This next photo is the same tiger. After it was bored with posing for me it wandered off, enjoyed a spot of scent marking and this gave me the chance to get a completely different type of image. One with total context – behaviour mixed with environment. It lacks the immediacy of the first tight portrait but it reveals more about this particular animal. It is no longer just about punching you in the head with a closed-cropped composition; it is trying to show you more about the life of the animal and the place it inhabits. The first portrait was shot on a 300mm lens with a 1.4x extender added. This second shot was taken on a 70-200mmm lens when the tiger was further away. In other words, I’ve decreased focal length even when the subject is further away.
Here’s another example. Polar bears are simply stunning animals and this youngster was our first Greenland encounter. To get so close to a polar bear in Greenland was a result because unfortunately they are still hunted there and naturally much more wary of humans. I did the ‘natural’ thing, zoomed straight out to the long end of my 100-400mm telephoto and took some shots of him striding along the snow-line at the foot of some cliffs. No sooner had I done so than I thought to myself, I am really missing the point of this animal? It’s where he is that is the narrative for the shot, otherwise it’s just another polar bear image.
I quickly changed tactics and pulled the zoom back to 150mm so that I could show the bear in the context of the towering basalt cliffs. Out of the two images I am always drawn the second. The cliffs and their mix of hues become an important factor in the composition. Of course it helps too that the polar bear stands out so beautifully against the darker rock at the base and there is a hint of ‘yellow’ both in the bear’s fur and the colour of the basalt. Afterwards, I wish I had actually shot some of these even wider but as we were working from a zodiac it wasn’t possible in the time and conditions of the moment. However, with polar bear encounters later on that trip, I decided that the environment should be the cornerstone of each image. In truth, this was partially dictated by the bears themselves. We saw many others but none quite as close as the first. But for each encounter I encouraged everyone to capture the bear in its environment no matter how far away it was, rather just stare at their 400mm lenses wishing they were 1000mm instead.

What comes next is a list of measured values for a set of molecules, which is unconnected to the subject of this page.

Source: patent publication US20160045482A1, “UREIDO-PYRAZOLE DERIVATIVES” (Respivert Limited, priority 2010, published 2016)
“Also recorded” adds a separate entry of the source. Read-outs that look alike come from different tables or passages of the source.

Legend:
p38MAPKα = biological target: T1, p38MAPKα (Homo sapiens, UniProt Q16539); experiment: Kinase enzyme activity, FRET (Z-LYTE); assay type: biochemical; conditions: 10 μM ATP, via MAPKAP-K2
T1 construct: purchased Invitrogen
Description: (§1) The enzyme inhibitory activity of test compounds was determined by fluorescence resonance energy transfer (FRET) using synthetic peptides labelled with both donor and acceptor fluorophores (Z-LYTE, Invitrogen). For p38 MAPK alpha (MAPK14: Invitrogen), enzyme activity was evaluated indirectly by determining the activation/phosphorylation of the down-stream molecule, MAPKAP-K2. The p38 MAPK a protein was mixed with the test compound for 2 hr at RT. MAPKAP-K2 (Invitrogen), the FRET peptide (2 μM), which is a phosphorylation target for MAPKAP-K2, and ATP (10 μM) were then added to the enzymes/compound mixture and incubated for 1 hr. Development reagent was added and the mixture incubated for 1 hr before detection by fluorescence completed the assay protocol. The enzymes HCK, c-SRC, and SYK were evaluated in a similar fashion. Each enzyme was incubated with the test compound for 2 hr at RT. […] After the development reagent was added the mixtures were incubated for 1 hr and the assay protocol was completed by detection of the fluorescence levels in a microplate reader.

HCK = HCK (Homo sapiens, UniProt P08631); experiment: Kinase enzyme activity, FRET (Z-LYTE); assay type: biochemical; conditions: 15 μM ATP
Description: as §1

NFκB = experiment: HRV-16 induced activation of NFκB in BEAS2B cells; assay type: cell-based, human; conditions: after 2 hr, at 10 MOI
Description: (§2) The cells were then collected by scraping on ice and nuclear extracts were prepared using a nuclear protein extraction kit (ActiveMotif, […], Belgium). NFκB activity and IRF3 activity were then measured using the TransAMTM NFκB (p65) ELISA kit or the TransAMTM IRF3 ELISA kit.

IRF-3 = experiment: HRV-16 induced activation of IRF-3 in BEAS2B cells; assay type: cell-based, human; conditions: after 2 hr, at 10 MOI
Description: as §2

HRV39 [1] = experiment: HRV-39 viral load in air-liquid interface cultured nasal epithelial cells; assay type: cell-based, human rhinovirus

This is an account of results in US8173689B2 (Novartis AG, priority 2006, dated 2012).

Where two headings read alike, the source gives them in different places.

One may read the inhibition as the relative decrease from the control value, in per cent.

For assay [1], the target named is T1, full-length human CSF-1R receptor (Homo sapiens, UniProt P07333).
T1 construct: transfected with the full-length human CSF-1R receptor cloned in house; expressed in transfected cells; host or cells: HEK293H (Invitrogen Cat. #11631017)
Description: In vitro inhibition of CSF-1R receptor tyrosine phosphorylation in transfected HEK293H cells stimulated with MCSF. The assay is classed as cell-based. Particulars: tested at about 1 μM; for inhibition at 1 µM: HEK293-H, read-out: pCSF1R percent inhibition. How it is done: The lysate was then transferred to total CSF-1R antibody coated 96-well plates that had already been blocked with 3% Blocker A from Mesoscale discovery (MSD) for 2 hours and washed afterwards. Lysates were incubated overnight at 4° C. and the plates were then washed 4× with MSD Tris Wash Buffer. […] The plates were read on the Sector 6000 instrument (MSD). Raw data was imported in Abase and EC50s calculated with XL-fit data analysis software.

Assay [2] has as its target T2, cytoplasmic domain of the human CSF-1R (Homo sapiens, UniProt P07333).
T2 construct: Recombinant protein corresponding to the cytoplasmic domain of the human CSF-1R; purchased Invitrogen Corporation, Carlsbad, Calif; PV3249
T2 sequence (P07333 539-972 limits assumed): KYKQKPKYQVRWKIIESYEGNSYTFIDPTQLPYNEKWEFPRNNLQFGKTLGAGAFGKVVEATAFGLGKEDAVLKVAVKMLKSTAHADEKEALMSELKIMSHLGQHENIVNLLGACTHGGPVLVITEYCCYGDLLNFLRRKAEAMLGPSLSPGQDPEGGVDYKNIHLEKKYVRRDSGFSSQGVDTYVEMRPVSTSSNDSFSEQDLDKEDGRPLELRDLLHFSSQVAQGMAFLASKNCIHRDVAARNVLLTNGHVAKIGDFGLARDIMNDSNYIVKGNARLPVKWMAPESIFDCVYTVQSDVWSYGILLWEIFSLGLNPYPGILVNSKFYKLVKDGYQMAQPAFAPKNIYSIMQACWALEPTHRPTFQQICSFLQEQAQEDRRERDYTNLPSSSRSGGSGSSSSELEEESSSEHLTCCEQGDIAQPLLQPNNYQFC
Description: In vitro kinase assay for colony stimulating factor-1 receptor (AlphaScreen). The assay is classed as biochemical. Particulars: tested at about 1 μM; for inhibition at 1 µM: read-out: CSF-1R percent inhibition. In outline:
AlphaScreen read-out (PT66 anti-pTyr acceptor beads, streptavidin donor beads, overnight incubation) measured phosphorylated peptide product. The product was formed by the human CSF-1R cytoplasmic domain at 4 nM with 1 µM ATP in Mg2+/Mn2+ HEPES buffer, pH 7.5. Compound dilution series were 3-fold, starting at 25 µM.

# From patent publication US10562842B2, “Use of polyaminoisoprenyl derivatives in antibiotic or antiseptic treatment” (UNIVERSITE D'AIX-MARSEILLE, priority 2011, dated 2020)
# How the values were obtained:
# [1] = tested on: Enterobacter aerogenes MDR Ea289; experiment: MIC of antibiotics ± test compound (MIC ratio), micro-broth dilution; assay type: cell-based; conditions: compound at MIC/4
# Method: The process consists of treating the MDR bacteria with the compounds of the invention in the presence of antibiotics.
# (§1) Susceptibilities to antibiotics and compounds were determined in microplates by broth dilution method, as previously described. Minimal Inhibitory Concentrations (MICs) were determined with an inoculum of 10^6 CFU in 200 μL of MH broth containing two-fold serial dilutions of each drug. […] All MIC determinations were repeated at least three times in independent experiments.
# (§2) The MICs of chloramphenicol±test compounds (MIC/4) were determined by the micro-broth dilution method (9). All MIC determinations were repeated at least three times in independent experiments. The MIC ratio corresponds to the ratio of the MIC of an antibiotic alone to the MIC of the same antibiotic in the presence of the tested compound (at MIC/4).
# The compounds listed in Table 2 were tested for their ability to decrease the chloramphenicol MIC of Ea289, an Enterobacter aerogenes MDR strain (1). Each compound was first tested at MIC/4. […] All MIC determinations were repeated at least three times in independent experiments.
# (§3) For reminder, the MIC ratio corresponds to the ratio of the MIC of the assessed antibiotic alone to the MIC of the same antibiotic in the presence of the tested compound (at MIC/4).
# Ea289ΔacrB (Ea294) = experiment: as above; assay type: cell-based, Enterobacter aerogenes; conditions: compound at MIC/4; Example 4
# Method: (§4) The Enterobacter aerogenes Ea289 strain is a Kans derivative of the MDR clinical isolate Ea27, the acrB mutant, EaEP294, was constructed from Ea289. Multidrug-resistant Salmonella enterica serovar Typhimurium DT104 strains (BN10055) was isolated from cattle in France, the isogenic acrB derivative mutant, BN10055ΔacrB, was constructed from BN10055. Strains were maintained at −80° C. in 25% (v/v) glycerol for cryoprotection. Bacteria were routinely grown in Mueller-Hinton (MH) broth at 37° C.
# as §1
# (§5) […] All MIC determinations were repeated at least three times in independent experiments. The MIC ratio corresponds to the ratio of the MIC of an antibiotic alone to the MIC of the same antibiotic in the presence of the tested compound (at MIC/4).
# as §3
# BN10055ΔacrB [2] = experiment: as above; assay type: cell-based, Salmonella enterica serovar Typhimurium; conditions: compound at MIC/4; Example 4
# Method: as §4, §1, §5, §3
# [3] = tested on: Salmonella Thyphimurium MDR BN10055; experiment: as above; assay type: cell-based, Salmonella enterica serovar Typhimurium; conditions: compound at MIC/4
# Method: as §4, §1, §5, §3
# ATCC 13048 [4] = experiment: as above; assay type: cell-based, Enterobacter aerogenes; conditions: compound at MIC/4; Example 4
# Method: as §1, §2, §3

This final polar bear image was taken on the 100-400mm with a 1.4x extender attached. From the ship, it was actually a little tricky to pick out the bear with the naked eye. Yet the resulting image is one of my favourites from the trip. Yes, the bear is tiny in the frame but I have carefully considered its position within the landscape. The space for it to move into, the towering blue mountains behind and the glacier between them add the scale and majesty of the epic scenery. Is it as immediate as a tightly-framed portrait of a polar bear? No, I am happy to accept it isn’t – but I would take one of these over four of those.
Next time you are out with the camera shooting wildlife – whether you are in a hide, a woodland or on an inflatable at one of the Poles – think about how your subject relates to its surroundings and whether you really need to use the extreme end of your telephoto lens all the time. Or, if the animal is beyond what you’d normally consider ‘shooting range’, consider whether there is a still an interesting composition to be had with the animal much smaller in the frame. You never know, what you might get!